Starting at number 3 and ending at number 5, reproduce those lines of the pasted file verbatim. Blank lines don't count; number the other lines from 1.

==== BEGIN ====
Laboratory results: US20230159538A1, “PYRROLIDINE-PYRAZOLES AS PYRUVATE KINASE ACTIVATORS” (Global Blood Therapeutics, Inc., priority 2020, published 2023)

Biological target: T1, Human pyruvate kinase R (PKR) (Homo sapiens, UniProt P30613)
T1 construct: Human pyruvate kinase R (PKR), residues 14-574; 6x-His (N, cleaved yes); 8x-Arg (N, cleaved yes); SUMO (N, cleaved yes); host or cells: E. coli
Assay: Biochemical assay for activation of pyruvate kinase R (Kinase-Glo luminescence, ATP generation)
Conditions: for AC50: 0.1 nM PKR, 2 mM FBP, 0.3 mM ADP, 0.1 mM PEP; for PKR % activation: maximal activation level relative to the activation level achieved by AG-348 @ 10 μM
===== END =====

T1 construct: Human pyruvate kinase R (PKR), residues 14-574; 6x-His (N, cleaved yes); 8x-Arg (N, cleaved yes); SUMO (N, cleaved yes); host or cells: E. coli
Assay: Biochemical assay for activation of pyruvate kinase R (Kinase-Glo luminescence, ATP generation)
Conditions: for AC50: 0.1 nM PKR, 2 mM FBP, 0.3 mM ADP, 0.1 mM PEP; for PKR % activation: maximal activation level relative to the activation level achieved by AG-348 @ 10 μM